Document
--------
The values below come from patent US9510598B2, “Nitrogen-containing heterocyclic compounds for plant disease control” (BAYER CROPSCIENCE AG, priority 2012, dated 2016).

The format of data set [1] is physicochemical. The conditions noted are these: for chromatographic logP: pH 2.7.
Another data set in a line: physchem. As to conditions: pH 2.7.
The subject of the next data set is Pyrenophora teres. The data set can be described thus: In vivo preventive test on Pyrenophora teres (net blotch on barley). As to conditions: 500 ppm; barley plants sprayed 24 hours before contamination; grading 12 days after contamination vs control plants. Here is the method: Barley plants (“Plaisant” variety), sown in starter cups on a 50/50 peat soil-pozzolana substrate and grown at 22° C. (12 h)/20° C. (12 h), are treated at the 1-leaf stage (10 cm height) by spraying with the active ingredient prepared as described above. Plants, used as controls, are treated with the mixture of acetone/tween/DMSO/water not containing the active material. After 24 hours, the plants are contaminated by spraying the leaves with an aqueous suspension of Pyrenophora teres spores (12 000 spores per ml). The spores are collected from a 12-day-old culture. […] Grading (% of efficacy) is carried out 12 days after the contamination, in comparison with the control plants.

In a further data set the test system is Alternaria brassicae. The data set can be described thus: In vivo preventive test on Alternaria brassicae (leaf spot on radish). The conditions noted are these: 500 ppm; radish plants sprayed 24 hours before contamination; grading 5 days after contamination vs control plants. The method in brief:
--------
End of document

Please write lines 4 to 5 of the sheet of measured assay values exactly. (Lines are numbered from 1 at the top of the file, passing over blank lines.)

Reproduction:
The subject of the next data set is Pyrenophora teres. The data set can be described thus: In vivo preventive test on Pyrenophora teres (net blotch on barley). As to conditions: 500 ppm; barley plants sprayed 24 hours before contamination; grading 12 days after contamination vs control plants. Here is the method: Barley plants (“Plaisant” variety), sown in starter cups on a 50/50 peat soil-pozzolana substrate and grown at 22° C. (12 h)/20° C. (12 h), are treated at the 1-leaf stage (10 cm height) by spraying with the active ingredient prepared as described above. Plants, used as controls, are treated with the mixture of acetone/tween/DMSO/water not containing the active material. After 24 hours, the plants are contaminated by spraying the leaves with an aqueous suspension of Pyrenophora teres spores (12 000 spores per ml). The spores are collected from a 12-day-old culture. […] Grading (% of efficacy) is carried out 12 days after the contamination, in comparison with the control plants.

In a further data set the test system is Alternaria brassicae. The data set can be described thus: In vivo preventive test on Alternaria brassicae (leaf spot on radish). The conditions noted are these: 500 ppm; radish plants sprayed 24 hours before contamination; grading 5 days after contamination vs control plants. The method in brief: